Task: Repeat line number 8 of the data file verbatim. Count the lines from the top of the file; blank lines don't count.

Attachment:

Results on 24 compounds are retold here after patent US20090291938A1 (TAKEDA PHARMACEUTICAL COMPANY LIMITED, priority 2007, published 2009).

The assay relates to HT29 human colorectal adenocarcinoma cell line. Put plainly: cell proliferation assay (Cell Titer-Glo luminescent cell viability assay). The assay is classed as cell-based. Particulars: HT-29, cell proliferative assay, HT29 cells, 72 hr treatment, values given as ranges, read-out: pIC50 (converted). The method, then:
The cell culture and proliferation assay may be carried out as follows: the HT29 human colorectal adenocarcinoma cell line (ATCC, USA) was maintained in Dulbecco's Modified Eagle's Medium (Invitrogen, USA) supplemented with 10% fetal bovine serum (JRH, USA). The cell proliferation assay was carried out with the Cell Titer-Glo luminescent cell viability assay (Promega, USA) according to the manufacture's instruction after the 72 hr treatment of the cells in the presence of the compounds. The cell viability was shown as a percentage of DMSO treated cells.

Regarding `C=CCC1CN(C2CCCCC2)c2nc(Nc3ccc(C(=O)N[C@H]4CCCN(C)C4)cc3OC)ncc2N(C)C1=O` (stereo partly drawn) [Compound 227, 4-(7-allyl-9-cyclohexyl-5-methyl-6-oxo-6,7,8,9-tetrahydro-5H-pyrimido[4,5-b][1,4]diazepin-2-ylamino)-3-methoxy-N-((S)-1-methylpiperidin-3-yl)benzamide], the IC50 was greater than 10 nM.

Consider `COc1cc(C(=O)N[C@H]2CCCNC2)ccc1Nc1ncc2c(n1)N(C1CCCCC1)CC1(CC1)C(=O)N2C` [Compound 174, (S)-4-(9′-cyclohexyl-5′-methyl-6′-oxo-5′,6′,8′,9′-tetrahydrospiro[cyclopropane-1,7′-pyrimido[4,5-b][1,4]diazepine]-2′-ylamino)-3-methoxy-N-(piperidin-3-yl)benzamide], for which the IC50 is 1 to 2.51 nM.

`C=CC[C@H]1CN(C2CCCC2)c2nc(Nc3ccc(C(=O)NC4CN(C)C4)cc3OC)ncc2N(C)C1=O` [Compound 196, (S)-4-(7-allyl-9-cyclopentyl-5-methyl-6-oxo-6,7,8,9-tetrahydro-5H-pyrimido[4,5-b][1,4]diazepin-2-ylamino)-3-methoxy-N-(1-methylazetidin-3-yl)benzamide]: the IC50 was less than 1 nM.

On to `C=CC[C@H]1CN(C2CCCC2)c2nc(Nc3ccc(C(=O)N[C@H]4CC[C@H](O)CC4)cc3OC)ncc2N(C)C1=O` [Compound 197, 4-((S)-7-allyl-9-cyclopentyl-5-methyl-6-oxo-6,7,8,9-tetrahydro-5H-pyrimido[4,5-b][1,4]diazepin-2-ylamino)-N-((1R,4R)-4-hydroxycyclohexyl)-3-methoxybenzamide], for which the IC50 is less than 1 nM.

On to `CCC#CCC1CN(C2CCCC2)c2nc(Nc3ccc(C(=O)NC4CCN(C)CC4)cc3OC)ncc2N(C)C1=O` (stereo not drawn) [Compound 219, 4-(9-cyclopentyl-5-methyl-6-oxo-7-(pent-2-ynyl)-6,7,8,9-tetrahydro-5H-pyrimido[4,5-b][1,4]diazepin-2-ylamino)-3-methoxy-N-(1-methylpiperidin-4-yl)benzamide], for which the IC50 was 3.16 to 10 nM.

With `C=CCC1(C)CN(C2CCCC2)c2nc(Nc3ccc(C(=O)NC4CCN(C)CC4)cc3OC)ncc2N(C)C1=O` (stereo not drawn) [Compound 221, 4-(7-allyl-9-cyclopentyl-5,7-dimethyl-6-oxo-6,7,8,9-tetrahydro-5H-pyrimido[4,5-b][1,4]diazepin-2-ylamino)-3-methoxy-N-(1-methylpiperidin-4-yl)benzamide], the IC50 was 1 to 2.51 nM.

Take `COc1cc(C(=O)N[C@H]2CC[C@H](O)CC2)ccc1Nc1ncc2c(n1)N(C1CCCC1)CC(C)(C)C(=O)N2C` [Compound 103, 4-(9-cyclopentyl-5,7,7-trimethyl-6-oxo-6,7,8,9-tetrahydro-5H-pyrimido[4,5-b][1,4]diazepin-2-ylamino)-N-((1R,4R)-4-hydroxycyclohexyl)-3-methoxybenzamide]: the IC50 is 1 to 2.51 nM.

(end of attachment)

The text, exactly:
On to `CCC#CCC1CN(C2CCCC2)c2nc(Nc3ccc(C(=O)NC4CCN(C)CC4)cc3OC)ncc2N(C)C1=O` (stereo not drawn) [Compound 219, 4-(9-cyclopentyl-5-methyl-6-oxo-7-(pent-2-ynyl)-6,7,8,9-tetrahydro-5H-pyrimido[4,5-b][1,4]diazepin-2-ylamino)-3-methoxy-N-(1-methylpiperidin-4-yl)benzamide], for which the IC50 was 3.16 to 10 nM.